Lawyers Need Not Worry – The Effects of Litigation Finance Disclosure on Juror Decision Making

Pursuing a lawsuit can be prohibitively expensive. Third party litigation financing has emerged in the United States as a rapidly growing solution to this financial burden. Litigation financing allows lawyers to initiate and pursue meritorious cases that their clients may not be able to afford and helps absorb the financial risks inherent in contingency fee matters. Because the practice is still in its infancy in the U.S., many trial lawyers, law firms and litigants have not had a significant amount of experience with this innovative form of funding.

Recently, groups such as The U.S. Chamber of Commerce have suggested that this type of funding should be disclosed to jurors.  This raises an interesting question, “how will jurors react upon learning that an independent party is funding a plaintiff’s case?”

Until now, the answer to this question was unknown. Research conducted by Vinson Litigation Finance (VLF), utilizing its proprietary surrogate jury panel (which VLF uses in its VLF Evaluation ProtocolSM), examined how the disclosure of litigation financing affects the way jurors perceive a case. Does learning that a plaintiff received litigation financing affect jurors’ verdict decisions? Does learning that a plaintiff received litigation financing affect the perceived merits of a case?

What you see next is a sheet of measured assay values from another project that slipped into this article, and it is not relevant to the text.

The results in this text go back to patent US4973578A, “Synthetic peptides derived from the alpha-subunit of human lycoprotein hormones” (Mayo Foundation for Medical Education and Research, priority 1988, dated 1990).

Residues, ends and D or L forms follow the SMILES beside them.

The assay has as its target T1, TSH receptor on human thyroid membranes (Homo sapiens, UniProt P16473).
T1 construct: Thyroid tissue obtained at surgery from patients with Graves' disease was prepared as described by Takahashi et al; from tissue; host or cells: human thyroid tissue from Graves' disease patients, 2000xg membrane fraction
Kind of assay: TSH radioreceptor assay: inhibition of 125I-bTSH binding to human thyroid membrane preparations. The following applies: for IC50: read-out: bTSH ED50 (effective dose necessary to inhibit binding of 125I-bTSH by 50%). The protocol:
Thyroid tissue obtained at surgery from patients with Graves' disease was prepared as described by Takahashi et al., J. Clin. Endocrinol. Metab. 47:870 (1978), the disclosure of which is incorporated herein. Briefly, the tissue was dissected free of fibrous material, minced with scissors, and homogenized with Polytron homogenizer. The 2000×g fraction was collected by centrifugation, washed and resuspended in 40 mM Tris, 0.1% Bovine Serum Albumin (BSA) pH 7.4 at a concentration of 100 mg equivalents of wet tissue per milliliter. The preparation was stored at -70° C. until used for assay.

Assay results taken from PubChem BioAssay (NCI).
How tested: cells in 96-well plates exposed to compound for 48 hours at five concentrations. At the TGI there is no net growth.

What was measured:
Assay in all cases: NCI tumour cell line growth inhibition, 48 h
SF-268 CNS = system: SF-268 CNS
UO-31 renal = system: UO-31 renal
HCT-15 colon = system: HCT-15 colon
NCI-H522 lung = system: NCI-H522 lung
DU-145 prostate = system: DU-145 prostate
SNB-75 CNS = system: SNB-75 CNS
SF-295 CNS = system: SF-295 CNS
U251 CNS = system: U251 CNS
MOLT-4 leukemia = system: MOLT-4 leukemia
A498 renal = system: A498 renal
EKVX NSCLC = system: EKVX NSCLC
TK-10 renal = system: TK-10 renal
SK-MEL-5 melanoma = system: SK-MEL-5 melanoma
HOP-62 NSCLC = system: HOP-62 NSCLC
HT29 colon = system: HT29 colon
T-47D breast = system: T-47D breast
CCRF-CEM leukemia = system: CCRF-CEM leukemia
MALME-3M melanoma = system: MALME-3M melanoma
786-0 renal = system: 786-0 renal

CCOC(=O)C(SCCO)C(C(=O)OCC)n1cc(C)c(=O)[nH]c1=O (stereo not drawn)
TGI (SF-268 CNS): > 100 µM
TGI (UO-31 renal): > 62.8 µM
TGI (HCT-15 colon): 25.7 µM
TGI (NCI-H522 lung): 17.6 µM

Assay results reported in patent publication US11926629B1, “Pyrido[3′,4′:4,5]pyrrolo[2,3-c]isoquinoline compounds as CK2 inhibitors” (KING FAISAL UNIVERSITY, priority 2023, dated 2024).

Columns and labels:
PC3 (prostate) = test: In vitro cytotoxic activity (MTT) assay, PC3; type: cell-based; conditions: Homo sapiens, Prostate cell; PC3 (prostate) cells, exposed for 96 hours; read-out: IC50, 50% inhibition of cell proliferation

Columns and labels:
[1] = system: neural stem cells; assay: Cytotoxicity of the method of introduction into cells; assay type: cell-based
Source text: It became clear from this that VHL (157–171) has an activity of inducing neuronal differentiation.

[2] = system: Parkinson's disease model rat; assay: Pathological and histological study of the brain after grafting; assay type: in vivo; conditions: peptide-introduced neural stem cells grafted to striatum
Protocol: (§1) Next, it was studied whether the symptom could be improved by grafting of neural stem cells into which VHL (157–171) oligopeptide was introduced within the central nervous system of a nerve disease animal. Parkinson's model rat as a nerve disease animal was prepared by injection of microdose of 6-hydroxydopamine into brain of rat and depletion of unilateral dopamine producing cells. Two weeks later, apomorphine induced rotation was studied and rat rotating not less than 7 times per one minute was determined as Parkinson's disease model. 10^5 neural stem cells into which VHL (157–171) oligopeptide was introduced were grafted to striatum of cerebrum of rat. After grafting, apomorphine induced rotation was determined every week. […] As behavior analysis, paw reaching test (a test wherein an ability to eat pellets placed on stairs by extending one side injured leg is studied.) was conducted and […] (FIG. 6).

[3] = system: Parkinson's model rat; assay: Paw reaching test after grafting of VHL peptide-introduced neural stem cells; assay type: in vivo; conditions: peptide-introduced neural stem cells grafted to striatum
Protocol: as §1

Using Vinson Litigation Finance’s proprietary surrogate panel, VLF surveyed seven hundred thirty two eligible men and women across the United States to learn how juror’s really react to learning about litigation finance.

Study Highlights:

  • In 100% of cases surveyed, informing jurors that the plaintiff received funding did not affect verdict decisions.
  • In 86% of cases, informing jurors that the plaintiff received funding did not affect the perceived merits of a case.
  • Informing jurors that the plaintiff received funding increased the desire for the plaintiff to win.
  • Jurors’ predispositions to the respective parties have greater effects on verdict decisions than knowledge of funding

“This new research demonstrates that the disclosure of third-party litigation financing to jurors does not hurt a plaintiff’s case and may actually help,” said Dr.Katie Vinson, Vice President of Litigation Science at Vinson Litigation Finance.  “Third-party litigation financing has emerged in the United States as a rapidly growing solution to the financial burdens involved in pursuing litigation.  With groups, such as The US Chamber of Commerce, suggesting that litigation funding be disclosed, this study will help reduce concerns that trial lawyers, law firms and litigants may have regarding the effects disclosure has on juror decision-making.”

To read more insights on the effects disclosure has on juror decision making, you can download the research paper now

674544aa-c9ec-4c3f-a62a-33a9cd271ce1